When should I expect to harvest the first fruit from my new fruit tree? Our standard answer is 2-3 years to first fruit. In some cases your trees may arrive with flower buds and be apparently ready to produce fruit. It is best, however, to remove any fruit that sets in the first two years. This allows the plant to focus its available energy on establishing a strong root system, trunk, and primary branches. After two years fruit trees are generally established well enough to continue growing strong while producing a moderate crop of fruit. Expect your tree to need another 2-3 years to produce heavier crops.
There are, of course, some exceptions. Newly planted fruit trees that are allowed to mature fruit in their first year might not initiate fruit buds again for several years, as they make up for the excessive energy drain making fruit in that first year. Small fruited cherries and plums can produce small crops right away without compromising growth, thin the fruit if a lot of fruit sets. Finicky persimmons may start fruiting between 3 and 7 years after planting, or more. To encourage earlier production in your persimmon feed your tree with a fertilizer that is high in Nitrogen and Iron the first few years. If you live near enough to Raintree Nursery you could also consider taking home more mature ready to bear fruit trees we offer each year. Allow the trees to re-establish for one year and they will be ready to produce nice crops of fruit for you.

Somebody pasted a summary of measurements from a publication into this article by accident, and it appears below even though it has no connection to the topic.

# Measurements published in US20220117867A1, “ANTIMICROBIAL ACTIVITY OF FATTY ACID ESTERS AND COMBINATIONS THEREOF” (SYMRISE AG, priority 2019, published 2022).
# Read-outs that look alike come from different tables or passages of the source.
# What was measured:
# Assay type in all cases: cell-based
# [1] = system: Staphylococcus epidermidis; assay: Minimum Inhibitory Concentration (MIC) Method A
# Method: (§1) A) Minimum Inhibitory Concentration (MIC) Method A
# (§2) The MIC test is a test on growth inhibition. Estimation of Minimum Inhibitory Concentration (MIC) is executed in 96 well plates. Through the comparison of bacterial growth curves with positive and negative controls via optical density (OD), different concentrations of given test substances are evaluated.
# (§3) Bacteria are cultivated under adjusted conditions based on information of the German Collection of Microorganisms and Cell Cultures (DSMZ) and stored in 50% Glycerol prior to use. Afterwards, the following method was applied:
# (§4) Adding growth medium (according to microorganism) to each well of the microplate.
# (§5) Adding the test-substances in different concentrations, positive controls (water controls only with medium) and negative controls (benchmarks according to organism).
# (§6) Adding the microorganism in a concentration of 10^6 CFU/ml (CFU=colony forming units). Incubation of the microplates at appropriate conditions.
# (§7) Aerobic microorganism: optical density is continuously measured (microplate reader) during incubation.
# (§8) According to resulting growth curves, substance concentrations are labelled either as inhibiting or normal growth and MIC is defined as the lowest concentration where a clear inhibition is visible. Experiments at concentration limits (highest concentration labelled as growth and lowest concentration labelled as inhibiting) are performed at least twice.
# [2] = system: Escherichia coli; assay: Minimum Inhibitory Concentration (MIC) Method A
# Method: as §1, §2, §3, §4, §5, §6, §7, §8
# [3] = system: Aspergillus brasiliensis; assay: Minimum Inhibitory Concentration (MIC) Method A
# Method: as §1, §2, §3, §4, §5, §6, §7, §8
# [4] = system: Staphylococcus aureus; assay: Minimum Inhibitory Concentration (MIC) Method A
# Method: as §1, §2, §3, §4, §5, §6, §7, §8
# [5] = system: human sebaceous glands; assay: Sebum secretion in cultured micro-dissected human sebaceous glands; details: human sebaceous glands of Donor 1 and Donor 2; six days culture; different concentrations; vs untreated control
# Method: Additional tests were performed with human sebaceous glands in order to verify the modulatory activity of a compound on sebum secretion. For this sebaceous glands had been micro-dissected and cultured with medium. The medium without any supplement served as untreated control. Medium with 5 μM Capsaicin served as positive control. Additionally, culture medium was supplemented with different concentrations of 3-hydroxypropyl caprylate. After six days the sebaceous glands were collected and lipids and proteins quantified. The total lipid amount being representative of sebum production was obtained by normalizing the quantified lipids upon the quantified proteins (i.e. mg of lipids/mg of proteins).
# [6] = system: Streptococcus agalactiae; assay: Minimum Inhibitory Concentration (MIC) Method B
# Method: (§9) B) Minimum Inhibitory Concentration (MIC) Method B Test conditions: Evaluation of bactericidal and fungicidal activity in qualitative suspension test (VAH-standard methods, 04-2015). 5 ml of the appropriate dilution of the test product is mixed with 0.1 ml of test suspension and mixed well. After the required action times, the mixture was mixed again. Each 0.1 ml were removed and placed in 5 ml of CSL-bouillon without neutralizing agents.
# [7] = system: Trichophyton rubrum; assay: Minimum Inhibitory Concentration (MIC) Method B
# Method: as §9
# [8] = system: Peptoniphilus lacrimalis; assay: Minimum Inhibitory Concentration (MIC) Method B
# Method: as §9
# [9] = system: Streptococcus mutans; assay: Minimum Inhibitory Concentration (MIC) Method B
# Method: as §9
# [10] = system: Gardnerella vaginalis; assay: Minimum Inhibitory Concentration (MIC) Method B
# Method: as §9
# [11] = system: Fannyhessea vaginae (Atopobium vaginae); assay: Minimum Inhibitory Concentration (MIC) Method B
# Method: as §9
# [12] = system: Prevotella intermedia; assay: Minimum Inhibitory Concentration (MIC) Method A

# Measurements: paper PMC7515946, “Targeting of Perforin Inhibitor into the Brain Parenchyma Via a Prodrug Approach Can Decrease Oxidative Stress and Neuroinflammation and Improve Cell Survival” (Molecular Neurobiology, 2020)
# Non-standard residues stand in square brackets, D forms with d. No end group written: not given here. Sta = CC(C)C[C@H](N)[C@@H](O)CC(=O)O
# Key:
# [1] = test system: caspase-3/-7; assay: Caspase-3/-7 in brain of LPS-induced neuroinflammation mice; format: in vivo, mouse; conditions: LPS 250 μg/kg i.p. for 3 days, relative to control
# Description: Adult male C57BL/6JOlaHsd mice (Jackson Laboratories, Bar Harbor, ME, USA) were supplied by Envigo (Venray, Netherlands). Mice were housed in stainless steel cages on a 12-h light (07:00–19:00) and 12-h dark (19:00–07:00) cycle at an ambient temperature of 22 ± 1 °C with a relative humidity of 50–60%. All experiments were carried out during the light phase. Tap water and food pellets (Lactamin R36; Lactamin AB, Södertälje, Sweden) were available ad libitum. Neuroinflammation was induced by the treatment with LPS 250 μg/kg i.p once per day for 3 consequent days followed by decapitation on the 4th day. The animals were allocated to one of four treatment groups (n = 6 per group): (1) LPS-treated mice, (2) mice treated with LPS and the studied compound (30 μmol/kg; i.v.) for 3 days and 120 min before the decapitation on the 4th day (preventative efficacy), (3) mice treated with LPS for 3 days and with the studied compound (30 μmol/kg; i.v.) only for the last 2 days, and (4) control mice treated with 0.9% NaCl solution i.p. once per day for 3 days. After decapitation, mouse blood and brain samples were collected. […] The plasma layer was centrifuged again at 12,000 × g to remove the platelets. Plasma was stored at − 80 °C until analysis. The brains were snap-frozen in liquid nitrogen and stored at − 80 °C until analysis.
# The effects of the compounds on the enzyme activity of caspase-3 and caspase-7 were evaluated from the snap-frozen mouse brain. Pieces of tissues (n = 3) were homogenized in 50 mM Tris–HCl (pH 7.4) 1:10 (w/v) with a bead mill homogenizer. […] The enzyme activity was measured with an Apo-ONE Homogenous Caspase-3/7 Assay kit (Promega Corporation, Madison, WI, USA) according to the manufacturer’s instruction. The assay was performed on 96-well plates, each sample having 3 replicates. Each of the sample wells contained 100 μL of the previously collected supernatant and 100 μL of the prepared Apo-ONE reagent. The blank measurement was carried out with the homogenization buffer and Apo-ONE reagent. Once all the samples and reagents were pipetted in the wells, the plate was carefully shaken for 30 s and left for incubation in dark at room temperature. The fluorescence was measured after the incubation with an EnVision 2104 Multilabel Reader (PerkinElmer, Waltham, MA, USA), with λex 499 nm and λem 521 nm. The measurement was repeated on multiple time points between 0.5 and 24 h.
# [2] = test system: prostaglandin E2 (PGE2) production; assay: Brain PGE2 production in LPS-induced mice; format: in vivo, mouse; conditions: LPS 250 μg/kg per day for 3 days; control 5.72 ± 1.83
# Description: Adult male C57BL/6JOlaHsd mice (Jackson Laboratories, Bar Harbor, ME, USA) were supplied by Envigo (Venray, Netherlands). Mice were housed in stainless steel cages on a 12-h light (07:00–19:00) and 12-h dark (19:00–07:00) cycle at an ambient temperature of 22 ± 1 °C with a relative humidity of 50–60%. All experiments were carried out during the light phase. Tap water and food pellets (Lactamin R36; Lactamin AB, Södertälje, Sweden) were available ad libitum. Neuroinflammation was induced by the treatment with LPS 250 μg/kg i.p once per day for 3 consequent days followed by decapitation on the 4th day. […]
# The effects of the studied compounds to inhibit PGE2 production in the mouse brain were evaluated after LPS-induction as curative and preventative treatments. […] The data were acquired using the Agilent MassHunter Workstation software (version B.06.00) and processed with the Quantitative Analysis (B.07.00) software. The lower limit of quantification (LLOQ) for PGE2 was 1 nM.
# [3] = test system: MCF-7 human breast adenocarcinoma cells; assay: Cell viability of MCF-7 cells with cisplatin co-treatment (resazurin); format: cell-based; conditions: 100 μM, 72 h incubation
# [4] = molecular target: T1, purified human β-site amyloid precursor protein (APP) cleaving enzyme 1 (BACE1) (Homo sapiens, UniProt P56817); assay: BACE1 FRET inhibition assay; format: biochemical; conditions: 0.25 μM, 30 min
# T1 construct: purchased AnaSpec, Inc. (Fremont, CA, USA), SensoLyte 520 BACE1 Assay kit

How about first fruit for berries? Floricane blackberries and raspberries produce fruit in the second growing season of the cane; primocane berries produce fruit in the fall of the first growing season of the cane. It will take 2-3 years for the root system to be fully established and your planting ready to produce full crops.
Blueberries tend to be slow growing plants, again, 2-3 years is a reasonable time expectation to harvest good quantities, with full production needing another 2-4 years. There will often be some berry production in the first year, thin the fruit if a lot of fruit set, otherwise it is OK to allow those fruit to mature.
Day-neutral (everbearing) Strawberries will produce a good crop the first year when planted early enough to establish the roots, generally by mid-April. Remove blossoms until you have 3-5 mature leaves on the plant, then you can allow fruit to set. June-bearing varieties will also bloom in the first year. Remove those blossoms and position runners to fill in your row and you will be rewarded with a heavy crop in the second year.
Unusual Fruits and Berries, such as goumi, goji, Sea Buckthorn, currants, gooseberries, and Blue Honeysuckle tend to start producing fruit at 2-3 years, or when the plants are established.